Lobster limit change a
threat to smaller boats

ST HELENS’ businesses are among those concerned for their future under proposed changes to rock lobster fishery catch-limit.

A proposed expansion of the 60-pot catchment area to include waters across the north and east coast has upset smaller rock lobster fishers, including those operating out of St Helens.

Operator of the St Helens slipway Jobi Watts said it was the smaller cray fisherman that were keeping his business afloat. “It’s really the only consistency that I have, we really only do the smaller boats here so if they were to go out of the system it will be everything to us.” Mr Watts said there were about a dozen smaller cray boats operating from the coastal town. He said if they stopped working the effects would flow through businesses.

“They are all the families, it will be an impact on them and the rest of the community too, the shops, the fuel depot, it will probably be straight away too,” Mr Watts said. “If the big boats come in and catch the limit a lot quicker, they don’t get a piece of the pie and then they need to go elsewhere in smaller boats, they might have to go to a unfamiliar areas, hire other people to go with them, it will be less cost efficient and eventually they will stop doing that.”

Mr Watts said the changes threatened the fabric of Tasmania’s small coastal communities. “Unless we want to become a theme park and just have people walking around looking like we are a small coastal town then we have to live it and we have to be able to earn a living here to do it.”

Rock lobster fisherman Adam Johnston has been involved in the industry since leaving high school. He’s worried about what the future might look like. “We’ve seen the rock lobster industry halve in vessel numbers in the last 20 years I don’t really want to see it get any less if we can help it,” Mr Johnson said. “The 60-pot expansion has the potential to force out smaller operators. “It will shorten the time we can fish on this side of the state and force you to fish elsewhere, further away such as south of Bruny Island or the west coast. “Most of us are not overly experienced in those areas so it’s likely to see us shutdown and operate on a reduced income.” He’s urging decision makers to “think long and hard about the effect on towns and businesses.”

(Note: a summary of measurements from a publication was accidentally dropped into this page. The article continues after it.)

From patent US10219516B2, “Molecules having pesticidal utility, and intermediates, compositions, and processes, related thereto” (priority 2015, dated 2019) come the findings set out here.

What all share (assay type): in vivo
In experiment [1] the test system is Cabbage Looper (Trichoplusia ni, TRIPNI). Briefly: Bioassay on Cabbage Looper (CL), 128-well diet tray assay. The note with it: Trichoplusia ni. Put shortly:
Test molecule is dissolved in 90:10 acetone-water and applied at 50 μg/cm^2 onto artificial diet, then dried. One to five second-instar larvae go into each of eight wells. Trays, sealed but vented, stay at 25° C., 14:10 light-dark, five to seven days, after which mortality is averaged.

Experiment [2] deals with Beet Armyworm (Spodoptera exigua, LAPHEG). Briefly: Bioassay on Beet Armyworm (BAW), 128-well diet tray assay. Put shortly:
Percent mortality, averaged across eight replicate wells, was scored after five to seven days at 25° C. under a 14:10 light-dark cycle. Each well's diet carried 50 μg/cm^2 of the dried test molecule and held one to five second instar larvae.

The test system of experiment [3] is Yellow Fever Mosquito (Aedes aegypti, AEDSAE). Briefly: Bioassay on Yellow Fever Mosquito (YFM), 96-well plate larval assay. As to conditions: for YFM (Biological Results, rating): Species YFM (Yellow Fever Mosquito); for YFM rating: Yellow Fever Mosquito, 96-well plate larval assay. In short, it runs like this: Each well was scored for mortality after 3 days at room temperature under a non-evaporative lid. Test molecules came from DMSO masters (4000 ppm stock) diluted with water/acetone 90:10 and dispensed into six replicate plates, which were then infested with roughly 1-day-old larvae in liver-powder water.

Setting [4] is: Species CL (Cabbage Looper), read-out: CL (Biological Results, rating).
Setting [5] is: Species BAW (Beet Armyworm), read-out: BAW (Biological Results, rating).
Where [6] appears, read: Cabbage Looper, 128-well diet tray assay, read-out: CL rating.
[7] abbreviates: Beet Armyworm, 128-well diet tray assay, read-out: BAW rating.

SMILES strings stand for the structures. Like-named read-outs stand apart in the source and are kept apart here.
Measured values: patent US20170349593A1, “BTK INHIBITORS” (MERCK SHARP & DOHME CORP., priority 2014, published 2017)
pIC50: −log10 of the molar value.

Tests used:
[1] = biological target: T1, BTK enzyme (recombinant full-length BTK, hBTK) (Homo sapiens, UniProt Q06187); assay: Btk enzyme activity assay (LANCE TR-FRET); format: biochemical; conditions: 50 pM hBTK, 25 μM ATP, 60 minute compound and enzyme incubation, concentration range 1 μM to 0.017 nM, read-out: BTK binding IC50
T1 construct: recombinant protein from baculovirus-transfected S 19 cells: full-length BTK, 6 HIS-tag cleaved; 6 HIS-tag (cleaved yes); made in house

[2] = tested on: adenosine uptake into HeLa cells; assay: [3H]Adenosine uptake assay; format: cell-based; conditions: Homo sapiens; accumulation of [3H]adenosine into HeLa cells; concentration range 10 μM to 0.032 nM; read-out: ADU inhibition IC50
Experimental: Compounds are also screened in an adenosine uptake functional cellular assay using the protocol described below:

Shadow Primary Industries Minister Janie Finlay said the small fishers of Tasmania felt like they were not being heard and that the decision around the 60-pot expansion was to support the larger fishers and investors.

“If the fleet reduces and these fishers are taken out of our coastal communities across Tasmania, this will impact their families, which will have an economic and social impact on communities if their wives or partners work in the local store, the medical centre or the local childcare centre or if their kids play footy in the local club or attend the local school,” Ms Finlay said.

“It is great to have investment and support in our fisheries across Tasmania, it is great that people can make an income across Tasmania. “But it is not okay when the impact of this decision will devastate the livelihoods of local fishers in small communities’ right across Tasmania.”

Primary Industries Minister Jo Palmer is expected to make a final decision on the 60-pot expansion later this year after receiving advice from her department.